September 18, 2009

Father Taylor elected vice president of national black clergy caucus

By Mary Ann Wyand

Father Kenneth Taylor joined the National Black Catholic Clergy Caucus when he was a seminarian for the Archdiocese of Indianapolis during the 1970s.

Now the pastor of Holy Angels Parish in Indianapolis—the near west-side parish where he grew up—and director of the archdiocesan Office of Multicultural Ministry, Father Taylor will also serve the Church in the United States as vice president of the national black clergy caucus for two years.

“The National Black Catholic Clergy Caucus is a gathering of all the African-American priests, brothers, deacons and their wives, and seminarians from around the country,” Father Taylor said. “The National Black Sisters Conference is a separate organization.”

Josephite Father Anthony Bozeman, the pastor of St. Raymond-St. Leo the Great Parish in New Orleans, was elected president of the black clergy caucus and Father Taylor was elected vice president during the organization’s national conference on July 27-31 in New Orleans.

The organization fosters the many gifts in the black community for the benefit and betterment of the Church.

“The caucus was started in 1968,” Father Taylor said. “It began at the end of the 1960s when the civil rights movement was very strong. At the time, the black priests of this country felt the need to become more vocal and visible about being a part of the wider Church in the U.S.”

For 40 years, the caucus has provided support, motivation and encouragement for black priests in their ministries, he said. “Over the years, a lot of the [group’s] focus was inward looking … because the number of [African-American] priests is so few and so scattered around the country. Now we’re going through refocusing the caucus again to look outward more, to look more at ministry.”

He said many discussions during the 2009 caucus in late July focused on the health and well-being of the Catholic Church within the black community.

“There are a number of issues that we face as black Catholics,” Father Taylor said. “Our parishes are closing, our youth are leaving [the Church] and our vocations are dwindling. So we are working on what we hope will lead to a summit, a gathering of black Catholic leadership, to address the issues that the black Catholic community is facing in the Church and to try to figure out what we can do to strengthen the Catholic Church within the black community.”

He said statistics indicate that the number of African-American priests has decreased in recent years.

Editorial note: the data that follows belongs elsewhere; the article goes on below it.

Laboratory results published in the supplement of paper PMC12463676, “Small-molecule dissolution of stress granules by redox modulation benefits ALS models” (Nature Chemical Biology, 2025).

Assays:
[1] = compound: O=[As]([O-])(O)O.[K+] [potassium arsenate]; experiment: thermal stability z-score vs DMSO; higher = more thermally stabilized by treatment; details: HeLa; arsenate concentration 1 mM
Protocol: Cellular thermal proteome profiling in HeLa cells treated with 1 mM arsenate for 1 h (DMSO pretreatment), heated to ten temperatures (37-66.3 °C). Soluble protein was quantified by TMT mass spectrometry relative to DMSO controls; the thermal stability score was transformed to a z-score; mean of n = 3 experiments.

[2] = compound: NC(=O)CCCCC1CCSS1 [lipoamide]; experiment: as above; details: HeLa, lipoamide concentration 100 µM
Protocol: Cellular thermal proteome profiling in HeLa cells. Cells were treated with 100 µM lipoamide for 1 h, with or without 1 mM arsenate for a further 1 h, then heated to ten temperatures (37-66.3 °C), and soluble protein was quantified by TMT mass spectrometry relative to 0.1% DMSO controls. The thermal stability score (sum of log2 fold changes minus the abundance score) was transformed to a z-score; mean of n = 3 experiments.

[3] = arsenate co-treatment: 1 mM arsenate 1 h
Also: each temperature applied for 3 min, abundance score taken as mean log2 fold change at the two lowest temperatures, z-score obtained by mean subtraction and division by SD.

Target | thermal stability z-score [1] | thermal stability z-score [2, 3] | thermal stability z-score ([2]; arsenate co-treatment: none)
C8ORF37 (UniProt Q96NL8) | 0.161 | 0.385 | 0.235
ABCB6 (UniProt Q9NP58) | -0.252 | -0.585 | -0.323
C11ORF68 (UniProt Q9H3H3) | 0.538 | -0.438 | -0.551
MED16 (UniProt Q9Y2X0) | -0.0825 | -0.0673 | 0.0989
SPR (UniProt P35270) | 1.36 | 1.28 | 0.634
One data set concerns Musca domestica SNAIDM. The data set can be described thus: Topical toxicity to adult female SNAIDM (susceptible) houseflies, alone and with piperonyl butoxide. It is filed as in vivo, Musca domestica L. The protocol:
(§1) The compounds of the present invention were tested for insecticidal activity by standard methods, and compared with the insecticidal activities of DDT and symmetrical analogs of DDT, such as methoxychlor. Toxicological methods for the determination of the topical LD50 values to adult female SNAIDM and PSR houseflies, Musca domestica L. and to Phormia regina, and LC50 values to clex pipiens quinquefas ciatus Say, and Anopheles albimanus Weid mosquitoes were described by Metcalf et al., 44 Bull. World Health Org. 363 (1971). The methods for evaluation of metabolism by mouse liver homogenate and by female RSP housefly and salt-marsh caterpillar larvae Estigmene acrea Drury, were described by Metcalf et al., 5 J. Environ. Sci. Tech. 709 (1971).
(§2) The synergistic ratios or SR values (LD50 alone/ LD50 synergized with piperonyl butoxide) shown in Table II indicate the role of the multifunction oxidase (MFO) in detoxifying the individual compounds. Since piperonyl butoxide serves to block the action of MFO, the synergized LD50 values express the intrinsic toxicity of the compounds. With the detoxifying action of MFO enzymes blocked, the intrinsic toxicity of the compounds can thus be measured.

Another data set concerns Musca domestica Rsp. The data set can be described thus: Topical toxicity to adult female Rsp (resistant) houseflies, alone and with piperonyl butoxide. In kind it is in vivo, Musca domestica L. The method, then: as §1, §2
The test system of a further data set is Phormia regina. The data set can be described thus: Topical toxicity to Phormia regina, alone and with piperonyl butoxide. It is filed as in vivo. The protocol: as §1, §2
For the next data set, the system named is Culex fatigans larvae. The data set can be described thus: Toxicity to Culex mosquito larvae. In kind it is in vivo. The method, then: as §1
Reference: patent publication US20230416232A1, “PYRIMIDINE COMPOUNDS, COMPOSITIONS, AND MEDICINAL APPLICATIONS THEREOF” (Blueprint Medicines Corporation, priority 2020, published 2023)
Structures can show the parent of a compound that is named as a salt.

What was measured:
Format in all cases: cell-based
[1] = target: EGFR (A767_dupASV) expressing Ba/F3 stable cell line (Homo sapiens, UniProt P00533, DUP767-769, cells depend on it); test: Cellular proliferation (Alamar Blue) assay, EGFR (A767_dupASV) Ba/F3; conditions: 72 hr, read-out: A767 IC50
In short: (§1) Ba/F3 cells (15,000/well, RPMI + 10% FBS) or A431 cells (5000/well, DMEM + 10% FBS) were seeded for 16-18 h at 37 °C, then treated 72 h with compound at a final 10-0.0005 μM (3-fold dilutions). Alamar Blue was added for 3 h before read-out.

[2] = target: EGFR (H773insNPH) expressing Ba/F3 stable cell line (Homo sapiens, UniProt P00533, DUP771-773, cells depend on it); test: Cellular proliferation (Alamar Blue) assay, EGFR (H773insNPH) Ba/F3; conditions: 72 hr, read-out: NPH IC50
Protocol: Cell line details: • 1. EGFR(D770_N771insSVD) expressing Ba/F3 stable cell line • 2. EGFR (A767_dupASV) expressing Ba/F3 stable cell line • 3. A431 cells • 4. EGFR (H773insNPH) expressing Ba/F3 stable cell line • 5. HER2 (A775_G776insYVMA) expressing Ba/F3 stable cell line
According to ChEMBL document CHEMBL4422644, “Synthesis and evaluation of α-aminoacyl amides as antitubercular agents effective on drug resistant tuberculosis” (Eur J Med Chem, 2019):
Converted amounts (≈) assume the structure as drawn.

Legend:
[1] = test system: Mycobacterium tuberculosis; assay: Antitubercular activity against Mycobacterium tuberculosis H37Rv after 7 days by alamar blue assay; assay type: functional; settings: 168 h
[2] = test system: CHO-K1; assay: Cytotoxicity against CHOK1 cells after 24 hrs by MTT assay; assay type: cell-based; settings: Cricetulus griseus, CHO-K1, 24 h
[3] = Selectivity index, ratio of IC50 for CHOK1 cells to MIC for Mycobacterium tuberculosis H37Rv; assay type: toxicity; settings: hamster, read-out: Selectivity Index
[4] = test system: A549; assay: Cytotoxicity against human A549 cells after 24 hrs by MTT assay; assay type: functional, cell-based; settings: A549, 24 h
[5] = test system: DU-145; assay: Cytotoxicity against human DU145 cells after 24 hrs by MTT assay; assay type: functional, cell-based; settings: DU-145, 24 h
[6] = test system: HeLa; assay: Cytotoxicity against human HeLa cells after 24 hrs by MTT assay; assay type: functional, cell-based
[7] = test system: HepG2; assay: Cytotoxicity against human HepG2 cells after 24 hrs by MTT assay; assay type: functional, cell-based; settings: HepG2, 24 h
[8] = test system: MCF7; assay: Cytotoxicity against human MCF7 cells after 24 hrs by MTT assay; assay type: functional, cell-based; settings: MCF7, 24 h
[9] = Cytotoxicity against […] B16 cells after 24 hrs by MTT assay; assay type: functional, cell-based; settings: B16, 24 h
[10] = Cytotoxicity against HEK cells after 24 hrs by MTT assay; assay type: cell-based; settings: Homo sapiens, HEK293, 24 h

“It’s always hard to get an exact number,” Father Taylor said, “but the last number I heard being circulated was that about 250 African-American priests are serving [the Church] in the United States. By contrast, there are over 800 African priests now serving [the Church] in the United States.”

During the Year for Priests, he said, the National Black Catholic Clergy Caucus plans to focus more of its efforts on vocations and evangelization.

“Those are our top-priority issues,” he said, “especially vocations.”

With the institution of the permanent diaconate in the U.S. Church, Father Taylor said, the number of black Catholic clergy has grown because of the new deacons serving in dioceses.

“But we’re still struggling [with recruitment] on the priesthood level,” he said. “That’s one of the issues that we hope to face as we work toward the [national] summit.

“We’re looking at support for black seminarians as well,” Father Taylor said, “because one of the problems we’re seeing across the country is that, for the most part, a black seminarian may be the only one or one of only a few in his seminary. As a result, they experience a lot of cultural issues and tensions. A lot of our black seminarians really struggle through the seminary, and don’t quite make it to priesthood. So one of the issues we plan to address [during the summit] is how we can be a better support to our black seminarians to help them through the seminary process.”

Indianapolis will be the site of the Interregional African-American Catholic Evangelization Conference on Nov. 13-15, he said, as well as the National Black Catholic Congress in 2012.

This year marks the 25th anniversary of “What We Have Seen and Heard,” a pastoral letter on evangelization issued by the black bishops in the U.S. on Sept. 9, 1984, Father Taylor said. “So the National Black Catholic Congress is going to be doing a number of [activities focused] around the anniversary of that document. Locally, we will be able to do our piece of that.” †

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